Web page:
Apart from a personal desire to visit the Island, Ms. Horwath feels it’s her duty to visit each corner of Ontario. “I made a big promise to myself that I would get to as many parts of the province as possible,” she said. “You can’t purport to represent people unless you know what their interests are, so this is really a listening and learning tour for me.”

That morning Ms. Horwath had attended the annual fish fry put on for members of the Whitefish River First Nation at the Lafarge terminal on Birch Island, and later in the day she would meet with the United Chiefs and Councils of Manitoulin. A trip to Gore Bay was also on the itinerary.

Meanwhile, Ms. Horwath was happy to discuss a number of issues that have resonance on Manitoulin, including her own private member’s bill to subject the Children’s Aid Society (CAS) to more scrutiny.

Bill 93, introduced by the Hamilton East MPP in 2008, would enable the provincial Ombudsman to investigate decisions made by the CAS. The bill received first reading in June 2008, but was derailed with the prorogation of the legislature this spring, meaning it needs to be reintroduced this fall.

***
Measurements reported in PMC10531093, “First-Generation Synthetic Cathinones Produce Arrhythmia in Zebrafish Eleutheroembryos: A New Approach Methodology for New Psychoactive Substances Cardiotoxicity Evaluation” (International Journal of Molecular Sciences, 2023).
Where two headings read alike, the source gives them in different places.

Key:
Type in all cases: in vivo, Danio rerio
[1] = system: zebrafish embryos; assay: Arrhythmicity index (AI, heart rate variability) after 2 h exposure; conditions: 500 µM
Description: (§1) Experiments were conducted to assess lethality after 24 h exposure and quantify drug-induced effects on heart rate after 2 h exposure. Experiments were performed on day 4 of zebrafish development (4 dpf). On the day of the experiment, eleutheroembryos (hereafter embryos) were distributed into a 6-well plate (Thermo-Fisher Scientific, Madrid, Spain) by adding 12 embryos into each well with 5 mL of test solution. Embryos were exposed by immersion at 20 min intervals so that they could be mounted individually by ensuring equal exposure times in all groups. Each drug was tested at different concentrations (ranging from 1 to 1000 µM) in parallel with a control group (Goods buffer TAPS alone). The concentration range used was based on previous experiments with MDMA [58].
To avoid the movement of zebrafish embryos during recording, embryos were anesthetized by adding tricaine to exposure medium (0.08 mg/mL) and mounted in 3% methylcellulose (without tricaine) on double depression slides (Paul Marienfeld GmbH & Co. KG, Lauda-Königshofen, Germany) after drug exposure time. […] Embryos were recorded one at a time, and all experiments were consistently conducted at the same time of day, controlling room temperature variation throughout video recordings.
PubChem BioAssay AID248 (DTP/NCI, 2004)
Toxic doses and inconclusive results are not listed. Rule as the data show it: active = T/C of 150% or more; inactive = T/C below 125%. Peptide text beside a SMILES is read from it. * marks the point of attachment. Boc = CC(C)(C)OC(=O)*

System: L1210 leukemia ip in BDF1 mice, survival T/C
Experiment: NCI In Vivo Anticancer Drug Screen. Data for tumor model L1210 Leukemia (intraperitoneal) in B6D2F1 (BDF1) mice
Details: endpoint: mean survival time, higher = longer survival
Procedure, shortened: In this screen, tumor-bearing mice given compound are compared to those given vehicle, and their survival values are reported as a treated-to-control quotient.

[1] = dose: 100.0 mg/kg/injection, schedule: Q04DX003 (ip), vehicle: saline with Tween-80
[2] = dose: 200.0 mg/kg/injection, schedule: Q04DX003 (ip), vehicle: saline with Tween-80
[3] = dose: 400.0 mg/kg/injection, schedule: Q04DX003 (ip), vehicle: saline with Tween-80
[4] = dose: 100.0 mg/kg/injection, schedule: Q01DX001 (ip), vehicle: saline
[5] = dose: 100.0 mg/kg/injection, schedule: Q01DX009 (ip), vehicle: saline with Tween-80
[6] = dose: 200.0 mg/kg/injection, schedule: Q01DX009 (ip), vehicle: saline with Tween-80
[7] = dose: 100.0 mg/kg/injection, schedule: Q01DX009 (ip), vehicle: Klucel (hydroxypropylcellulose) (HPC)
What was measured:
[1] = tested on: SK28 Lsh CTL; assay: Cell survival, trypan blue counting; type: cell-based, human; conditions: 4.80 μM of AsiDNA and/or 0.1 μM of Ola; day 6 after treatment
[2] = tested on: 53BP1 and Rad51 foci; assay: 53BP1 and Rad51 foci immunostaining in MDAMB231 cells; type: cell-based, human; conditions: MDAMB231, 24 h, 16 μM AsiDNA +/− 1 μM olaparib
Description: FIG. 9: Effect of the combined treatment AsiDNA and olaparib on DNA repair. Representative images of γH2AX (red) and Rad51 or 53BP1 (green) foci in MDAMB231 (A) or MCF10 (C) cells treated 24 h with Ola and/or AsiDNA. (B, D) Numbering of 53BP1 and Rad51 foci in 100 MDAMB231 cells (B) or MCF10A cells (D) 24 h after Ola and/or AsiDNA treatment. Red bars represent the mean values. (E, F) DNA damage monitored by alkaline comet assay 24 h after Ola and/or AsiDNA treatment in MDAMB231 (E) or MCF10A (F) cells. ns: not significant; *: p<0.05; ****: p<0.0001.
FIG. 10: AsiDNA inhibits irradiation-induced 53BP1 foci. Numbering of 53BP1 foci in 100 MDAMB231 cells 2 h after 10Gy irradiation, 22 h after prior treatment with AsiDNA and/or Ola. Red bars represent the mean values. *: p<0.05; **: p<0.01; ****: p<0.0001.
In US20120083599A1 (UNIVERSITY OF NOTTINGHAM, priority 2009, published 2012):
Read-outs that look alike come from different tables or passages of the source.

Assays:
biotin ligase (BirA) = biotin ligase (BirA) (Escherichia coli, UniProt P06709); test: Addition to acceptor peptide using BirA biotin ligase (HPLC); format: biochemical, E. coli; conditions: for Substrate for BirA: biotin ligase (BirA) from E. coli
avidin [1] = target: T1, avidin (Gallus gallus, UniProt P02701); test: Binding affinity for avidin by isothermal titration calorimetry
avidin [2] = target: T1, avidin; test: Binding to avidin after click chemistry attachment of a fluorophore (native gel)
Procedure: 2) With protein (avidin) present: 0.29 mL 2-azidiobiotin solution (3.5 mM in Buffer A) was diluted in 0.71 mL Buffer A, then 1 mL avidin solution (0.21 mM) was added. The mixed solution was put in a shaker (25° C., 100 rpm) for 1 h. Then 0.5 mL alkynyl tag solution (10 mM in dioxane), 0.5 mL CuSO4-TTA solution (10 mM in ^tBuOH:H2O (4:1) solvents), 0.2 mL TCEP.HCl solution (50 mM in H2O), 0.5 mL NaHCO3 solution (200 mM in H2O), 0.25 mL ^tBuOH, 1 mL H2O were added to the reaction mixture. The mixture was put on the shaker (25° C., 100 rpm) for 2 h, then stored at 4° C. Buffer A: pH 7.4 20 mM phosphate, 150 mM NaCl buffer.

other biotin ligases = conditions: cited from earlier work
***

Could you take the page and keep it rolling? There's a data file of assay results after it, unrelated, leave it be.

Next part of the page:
It’s not the first time the bill has stalled. An earlier version—Bill 88—was advanced by Ms. Horwath back in 2006, and also received first reading, but it died with the 2007 election and had to be recycled in the new parliament.

The NDP leader feels the move is long overdue. “We’re one of the only jurisdictions in Canada that doesn’t have a third-party, independent review of child protection,” she said. “I know the CAS has a difficult job, but ultimately they have a great deal of power over the rights of children and families. At the very least, we should have some assurance that this power is used responsibly.”

Rallies have been held across the province in support of the bill, including one on July 9 in Little Current. A more recent demonstration occurred on August 20 in Sudbury.

“This government is stonewalling,” said Ms. Horwath. “They claim the Child and Family Services Review Board provides accountability, but it’s still an animal of the ministry, appointed by the ministry, so it’s not independent.”

Had the McGuinty administration wished to expand the Ombudsman’s purview to include the CAS, “they had a big opportunity to do so when they amended the Child and Family Services Act in 2005,” said Ms. Horwath. “Several ministers failed to make that move.”